July 27, 2009

Four Marketing Lessons from an Executive Physical

The only equipment lack in the modern hospital? Somebody to meet you at the entrance with a handshake! --- Martin H. Fischer

You've probably heard of executive physicals. I've thought of getting one for years. The range of services varies. I wasn't expecting a massage or a gourmet meal but was looking forward to tests you wouldn't get from your regular doctor. Tests that might spot a life-threatening condition that would not normally surface only when too late for treatment

You can read about my executive physical. Although everything was done professionally in pleasant surroundings, I felt disappointed. Are you disappointing your clients and prospects without even knowing? Probably. Let's look at four actions you can take.

Four Marketing Lessons
Clients and prospects have expectations when they come to your office for the first time. What can you do to manage and exceed their expectations? Clients who don't know what to expect are easy to disappoint: they expect what they expect. That can easily be more than you provide.

Here's what you can do
  1. Position the experience
  2. Personalize the process
  3. Show other options
  4. Stay in touch
Position the Experience
In financial services, you provide an experience --- a service, not a product. You're selling the intangible. The placebo effect says we experience what we expect (even if that doesn't happen). Why not describe what your guest can expect in advance? Answer common questions in an e-mail or online.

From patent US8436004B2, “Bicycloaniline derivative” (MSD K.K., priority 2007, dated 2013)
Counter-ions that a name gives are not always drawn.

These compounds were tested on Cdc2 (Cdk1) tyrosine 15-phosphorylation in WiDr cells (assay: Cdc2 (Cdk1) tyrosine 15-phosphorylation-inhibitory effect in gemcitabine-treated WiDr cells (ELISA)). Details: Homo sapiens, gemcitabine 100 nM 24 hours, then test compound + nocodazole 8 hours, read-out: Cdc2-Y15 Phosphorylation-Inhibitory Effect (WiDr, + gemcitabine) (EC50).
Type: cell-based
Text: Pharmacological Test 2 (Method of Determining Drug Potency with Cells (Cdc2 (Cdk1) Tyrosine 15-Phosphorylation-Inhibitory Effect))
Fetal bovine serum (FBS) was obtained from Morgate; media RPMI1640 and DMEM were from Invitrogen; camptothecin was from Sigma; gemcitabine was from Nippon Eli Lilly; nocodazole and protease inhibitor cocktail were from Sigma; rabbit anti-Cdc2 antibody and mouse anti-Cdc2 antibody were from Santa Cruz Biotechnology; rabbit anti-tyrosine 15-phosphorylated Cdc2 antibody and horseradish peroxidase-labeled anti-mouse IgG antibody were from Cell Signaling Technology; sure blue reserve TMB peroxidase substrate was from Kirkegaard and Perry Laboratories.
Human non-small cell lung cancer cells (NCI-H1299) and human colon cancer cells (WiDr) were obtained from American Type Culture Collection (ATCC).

Here are some of my unanswered questions prior to my physical.
  1. Will walking to the clinic elevate my heart rate and negate the tests?
  2. When can I eat (you fast for 12 hours)? Is food provided?
  3. Are locks provided for the lockers?
  4. Are towels provided for the showers?
  5. Is the testing so strenuous that a shower is required?
Personalize the Process
You likely provide each client a tailored subset of your services. Does your client know that? Or could your client think you're leaving things out that others routinely get? For example, you omit discussions about disability insurance but your client may not realize this is because they are too old or unhealthy to qualify.

Why not have a checklist to show progress? For example, if you're doing financial planning, you can explain that the fact-finding is taking place now, to be followed by diagnostic tests, recommendations and ongoing follow-up.

Show Other Options
Clients may think they know what they want because they don't until they know what's available.

Why not describe your full range of services with estimated costs. In the case of the medical clinic, this could include
  • physicals for other family members
  • optional tests (e.g., I wanted to go on a treadmill with sensors all over my body but this was not offered. Revenue lost. Disappointment found.)
Stay in Touch
I was not told what to expect after I left. Would there be any follow-up? Would I get a report by mail or email? Did I mean more than money to the clinic?

Why not stay in touch with your clients and prospects to show you care and are organized? How easy and inexpensive to send a monthly eNewsletter with health tips. If the content is truly valuable, recipients might even forward copies and recommend you.

With simple, easy actions, you can achieve results beyond your efforts. And become remarkable in a world of average.


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